There was a war, it 's pretty much over. The wealthy won, the poor, the working class and the middle-class lost.

Nonsense.

Compare the state of the poor, working, and middle class to that of 100 years ago. Then compare them to 200 years ago. It's plain daft to say that the wealthy have won. Simply that they are currently in the ascendent (and remembering my shaky knowledge of political history, will probably continue to be so until things get really bad - when everyone else will gang up heavily against them and more than reverse all the gains they've made).

Don Quijote said...

Congressional Budget Office - The Distribution of Effective Tax Rates and Income

Average household income before taxes grew in real terms by nearly one-third between 1979 and 1997, but that growth was shared unevenly across the income distribution (see Figure 1-5). The average income for households in the top fifth of the distribution rose by more than half. In contrast, average income for the middle quintile climbed 10 percent and that for the lowest fifth dropped slightly. Furthermore, income growth at the very top of the distribution was greater yet: average income in 1997 dollars for the top 1 percent of households more than doubled, rising from $420,000 in 1979 to more than $1 million in 1997.

The uneven gains in income generated sharp changes in the shares of pretax income going to each fifth of the income distribution (see Figure 1-6). The share received by the highest quintile climbed from 46 percent in 1979 to 53 percent in 1997, while the share for the lowest quintile fell from 5 percent to 4 percent. Households in the top 1 percent saw their share of total income rise by more than two-thirds, growing from 9 percent to nearly 16 percent.


And I pretty damn sure it has not improved since.

Francis said...

Don,
Try posting a relevant rebuttal. I asked you to make a comparison with 100 or 200 years ago, not with 25 years ago. And I explicitely stated that the wealthy were in the ascendent - which is all your comment showed.

35 years ago, the progressives were in the ascendent* - in 1971, Nixon said that "We are all Keynesians now". Since then, we've had Voodoo Economics (sorry, that should read "Reaganomics"), the return of the Trickle-Down Effect (now called Supply Side Economics), and other messes in the 1980s - and the Contract On America in the 1990s. And currently the Shrub. (And we've had Thatcherism and "New Labour" over here).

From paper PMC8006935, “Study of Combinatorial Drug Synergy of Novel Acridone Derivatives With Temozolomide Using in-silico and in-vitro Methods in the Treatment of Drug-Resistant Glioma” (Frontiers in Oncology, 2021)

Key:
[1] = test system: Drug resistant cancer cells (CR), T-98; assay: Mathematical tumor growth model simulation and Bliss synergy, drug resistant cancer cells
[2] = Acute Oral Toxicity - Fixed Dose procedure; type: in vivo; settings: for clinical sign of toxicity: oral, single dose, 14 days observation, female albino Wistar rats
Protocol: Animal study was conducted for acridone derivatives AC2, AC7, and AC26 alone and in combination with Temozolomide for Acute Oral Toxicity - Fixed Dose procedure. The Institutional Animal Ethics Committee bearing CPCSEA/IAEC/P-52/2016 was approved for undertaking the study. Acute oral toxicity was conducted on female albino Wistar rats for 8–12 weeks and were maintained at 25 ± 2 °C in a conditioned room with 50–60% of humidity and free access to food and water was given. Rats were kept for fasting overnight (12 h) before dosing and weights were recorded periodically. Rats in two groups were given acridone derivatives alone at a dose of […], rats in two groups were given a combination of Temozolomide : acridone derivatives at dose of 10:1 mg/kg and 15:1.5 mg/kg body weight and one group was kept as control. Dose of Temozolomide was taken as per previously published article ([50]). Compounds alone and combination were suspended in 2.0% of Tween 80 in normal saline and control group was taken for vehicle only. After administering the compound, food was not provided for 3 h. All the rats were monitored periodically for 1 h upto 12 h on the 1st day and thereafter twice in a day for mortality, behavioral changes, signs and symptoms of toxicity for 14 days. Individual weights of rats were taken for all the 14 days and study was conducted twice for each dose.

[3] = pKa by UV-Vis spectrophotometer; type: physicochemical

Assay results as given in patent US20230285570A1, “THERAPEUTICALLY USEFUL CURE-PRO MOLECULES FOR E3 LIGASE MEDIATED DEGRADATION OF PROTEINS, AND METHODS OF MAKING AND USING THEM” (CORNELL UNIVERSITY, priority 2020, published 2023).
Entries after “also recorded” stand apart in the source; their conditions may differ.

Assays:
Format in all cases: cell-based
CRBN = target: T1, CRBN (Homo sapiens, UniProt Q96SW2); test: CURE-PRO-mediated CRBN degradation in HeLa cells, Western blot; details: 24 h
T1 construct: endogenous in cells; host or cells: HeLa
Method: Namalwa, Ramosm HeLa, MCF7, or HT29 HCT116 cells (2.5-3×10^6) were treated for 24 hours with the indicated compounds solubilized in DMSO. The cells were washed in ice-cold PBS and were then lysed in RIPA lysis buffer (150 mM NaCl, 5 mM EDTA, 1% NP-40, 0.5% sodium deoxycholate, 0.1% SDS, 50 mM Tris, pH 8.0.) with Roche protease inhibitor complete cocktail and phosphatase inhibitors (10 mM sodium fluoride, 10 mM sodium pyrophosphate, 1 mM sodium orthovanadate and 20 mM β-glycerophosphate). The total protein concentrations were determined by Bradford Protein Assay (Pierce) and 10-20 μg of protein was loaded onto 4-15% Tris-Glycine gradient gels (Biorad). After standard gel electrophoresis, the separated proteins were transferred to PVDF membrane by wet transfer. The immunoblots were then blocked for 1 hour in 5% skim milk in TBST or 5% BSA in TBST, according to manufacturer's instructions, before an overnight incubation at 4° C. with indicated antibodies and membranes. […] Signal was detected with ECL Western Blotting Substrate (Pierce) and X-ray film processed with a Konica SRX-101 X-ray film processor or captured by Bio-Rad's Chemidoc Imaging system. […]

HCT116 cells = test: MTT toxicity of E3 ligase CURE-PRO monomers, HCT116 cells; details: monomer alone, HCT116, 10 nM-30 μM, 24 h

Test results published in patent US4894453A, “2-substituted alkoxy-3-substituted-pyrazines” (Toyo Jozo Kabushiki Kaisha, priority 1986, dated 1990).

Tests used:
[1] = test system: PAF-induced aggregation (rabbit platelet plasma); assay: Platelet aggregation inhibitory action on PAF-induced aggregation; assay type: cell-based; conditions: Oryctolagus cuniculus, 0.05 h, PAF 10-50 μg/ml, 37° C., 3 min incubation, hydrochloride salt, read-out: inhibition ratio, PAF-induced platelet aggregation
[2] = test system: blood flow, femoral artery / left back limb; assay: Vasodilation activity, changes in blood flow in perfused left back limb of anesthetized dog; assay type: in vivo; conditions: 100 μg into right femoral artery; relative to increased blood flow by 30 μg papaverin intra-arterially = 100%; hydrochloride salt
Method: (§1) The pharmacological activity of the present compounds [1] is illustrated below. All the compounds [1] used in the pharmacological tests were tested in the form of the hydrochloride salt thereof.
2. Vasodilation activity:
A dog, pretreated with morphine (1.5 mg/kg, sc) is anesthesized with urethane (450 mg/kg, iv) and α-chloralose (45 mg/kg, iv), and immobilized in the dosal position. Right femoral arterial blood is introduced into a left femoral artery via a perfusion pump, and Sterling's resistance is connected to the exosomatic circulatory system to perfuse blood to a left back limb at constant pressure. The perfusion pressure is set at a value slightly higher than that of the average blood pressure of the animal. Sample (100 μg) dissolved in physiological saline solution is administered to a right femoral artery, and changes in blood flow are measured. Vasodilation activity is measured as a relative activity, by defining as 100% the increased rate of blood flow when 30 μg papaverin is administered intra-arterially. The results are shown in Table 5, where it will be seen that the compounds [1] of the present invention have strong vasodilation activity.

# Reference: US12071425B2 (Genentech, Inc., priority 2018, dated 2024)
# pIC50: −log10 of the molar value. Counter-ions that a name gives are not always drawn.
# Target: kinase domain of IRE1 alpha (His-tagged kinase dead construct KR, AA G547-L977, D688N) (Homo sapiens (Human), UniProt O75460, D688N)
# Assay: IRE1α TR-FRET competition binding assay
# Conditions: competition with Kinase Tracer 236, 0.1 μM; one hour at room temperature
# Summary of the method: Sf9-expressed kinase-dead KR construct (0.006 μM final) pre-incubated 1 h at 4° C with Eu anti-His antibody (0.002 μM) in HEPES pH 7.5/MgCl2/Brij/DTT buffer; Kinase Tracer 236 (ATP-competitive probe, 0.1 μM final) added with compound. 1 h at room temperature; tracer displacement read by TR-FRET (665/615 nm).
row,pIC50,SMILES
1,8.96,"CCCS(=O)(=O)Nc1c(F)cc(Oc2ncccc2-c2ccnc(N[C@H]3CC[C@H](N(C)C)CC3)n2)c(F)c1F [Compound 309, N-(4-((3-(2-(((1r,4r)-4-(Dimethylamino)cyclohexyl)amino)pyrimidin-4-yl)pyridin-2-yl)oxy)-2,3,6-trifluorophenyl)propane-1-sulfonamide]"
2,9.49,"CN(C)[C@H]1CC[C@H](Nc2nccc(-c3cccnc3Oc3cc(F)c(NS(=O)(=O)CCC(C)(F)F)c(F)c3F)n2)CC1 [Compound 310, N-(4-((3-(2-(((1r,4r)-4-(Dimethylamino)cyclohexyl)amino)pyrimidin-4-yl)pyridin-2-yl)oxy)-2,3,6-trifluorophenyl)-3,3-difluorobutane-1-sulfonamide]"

I explicitely said that the wealthy were in the ascendent - so for you to point this out is pointless. I also said that by historical standards they hadn't won - hell, Rosevelt's New Deal is still standing (although under attack), and there were quite a few improvements in the 20th Century before that (and after it) that are still solid.

Being on the defensive is very different from having lost the war.

* Although there is the theory that the successful counterattack can be traced back to the Dean of Dallas Bible College joining the 1964 Republican Anti-Communist Caucus.

Don Quijote said...

Don,
Try posting a relevant rebuttal. I asked you to make a comparison with 100 or 200 years ago, not with 25 years ago.


The distribution of wealth & income is headed straigh towards that of the Gilded Age, if it has reached that level yet and surpassed it.

You can't compare poverty today with that of a hundred years ago, poverty is relative to the society in which you live in.

And I explicitely stated that the wealthy were in the ascendent - which is all your comment showed.

You are confusing ascendent, with the poor,working & middle class got their asses handed to them, It's not a defensive position, it's a f**ken rout on par with Napoleon on the Steps of Russia.

So the left has managed to hold on to a couple of hills (Social Security, Medicare, Medicaid), have faith the Pragmatist Modernist will find a way of destroying those hills, they can't take them head on, so they will burrow under and destroy them from within.


The fact that you are ready to compare poverty today with that of a hundred or a couple hundred years ago, really shows how thoroughly the left has been routed.